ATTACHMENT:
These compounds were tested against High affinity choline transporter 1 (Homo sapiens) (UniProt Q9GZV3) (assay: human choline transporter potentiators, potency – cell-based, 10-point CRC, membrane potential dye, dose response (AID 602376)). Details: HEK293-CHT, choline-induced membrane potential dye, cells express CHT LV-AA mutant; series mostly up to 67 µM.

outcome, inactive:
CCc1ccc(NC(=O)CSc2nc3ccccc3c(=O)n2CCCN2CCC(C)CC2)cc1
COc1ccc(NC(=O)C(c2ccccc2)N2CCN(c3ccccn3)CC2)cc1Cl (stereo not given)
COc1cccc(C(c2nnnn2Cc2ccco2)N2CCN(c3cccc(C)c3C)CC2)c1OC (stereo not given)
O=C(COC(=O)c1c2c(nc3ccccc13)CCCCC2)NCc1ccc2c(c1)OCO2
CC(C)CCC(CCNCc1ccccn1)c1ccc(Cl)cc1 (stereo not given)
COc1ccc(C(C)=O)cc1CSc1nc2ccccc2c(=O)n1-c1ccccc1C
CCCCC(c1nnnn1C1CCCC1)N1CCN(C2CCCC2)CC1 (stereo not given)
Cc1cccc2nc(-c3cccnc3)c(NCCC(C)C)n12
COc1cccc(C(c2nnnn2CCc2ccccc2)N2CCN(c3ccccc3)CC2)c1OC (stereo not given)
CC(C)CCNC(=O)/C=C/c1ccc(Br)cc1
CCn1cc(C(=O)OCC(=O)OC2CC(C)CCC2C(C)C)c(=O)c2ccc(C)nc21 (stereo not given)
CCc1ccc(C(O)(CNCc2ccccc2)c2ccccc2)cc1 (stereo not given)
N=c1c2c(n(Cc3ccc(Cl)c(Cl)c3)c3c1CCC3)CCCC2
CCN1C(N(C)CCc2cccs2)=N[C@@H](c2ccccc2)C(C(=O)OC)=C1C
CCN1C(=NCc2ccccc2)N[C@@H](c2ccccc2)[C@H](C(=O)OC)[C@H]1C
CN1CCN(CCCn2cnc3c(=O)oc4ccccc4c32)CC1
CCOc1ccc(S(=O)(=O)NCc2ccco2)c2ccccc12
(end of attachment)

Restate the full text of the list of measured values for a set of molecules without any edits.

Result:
These compounds were tested against High affinity choline transporter 1 (Homo sapiens) (UniProt Q9GZV3) (assay: human choline transporter potentiators, potency – cell-based, 10-point CRC, membrane potential dye, dose response (AID 602376)). Details: HEK293-CHT, choline-induced membrane potential dye, cells express CHT LV-AA mutant; series mostly up to 67 µM.

outcome, inactive:
CCc1ccc(NC(=O)CSc2nc3ccccc3c(=O)n2CCCN2CCC(C)CC2)cc1
COc1ccc(NC(=O)C(c2ccccc2)N2CCN(c3ccccn3)CC2)cc1Cl (stereo not given)
COc1cccc(C(c2nnnn2Cc2ccco2)N2CCN(c3cccc(C)c3C)CC2)c1OC (stereo not given)
O=C(COC(=O)c1c2c(nc3ccccc13)CCCCC2)NCc1ccc2c(c1)OCO2
CC(C)CCC(CCNCc1ccccn1)c1ccc(Cl)cc1 (stereo not given)
COc1ccc(C(C)=O)cc1CSc1nc2ccccc2c(=O)n1-c1ccccc1C
CCCCC(c1nnnn1C1CCCC1)N1CCN(C2CCCC2)CC1 (stereo not given)
Cc1cccc2nc(-c3cccnc3)c(NCCC(C)C)n12
COc1cccc(C(c2nnnn2CCc2ccccc2)N2CCN(c3ccccc3)CC2)c1OC (stereo not given)
CC(C)CCNC(=O)/C=C/c1ccc(Br)cc1
CCn1cc(C(=O)OCC(=O)OC2CC(C)CCC2C(C)C)c(=O)c2ccc(C)nc21 (stereo not given)
CCc1ccc(C(O)(CNCc2ccccc2)c2ccccc2)cc1 (stereo not given)
N=c1c2c(n(Cc3ccc(Cl)c(Cl)c3)c3c1CCC3)CCCC2
CCN1C(N(C)CCc2cccs2)=N[C@@H](c2ccccc2)C(C(=O)OC)=C1C
CCN1C(=NCc2ccccc2)N[C@@H](c2ccccc2)[C@H](C(=O)OC)[C@H]1C
CN1CCN(CCCn2cnc3c(=O)oc4ccccc4c32)CC1
CCOc1ccc(S(=O)(=O)NCc2ccco2)c2ccccc12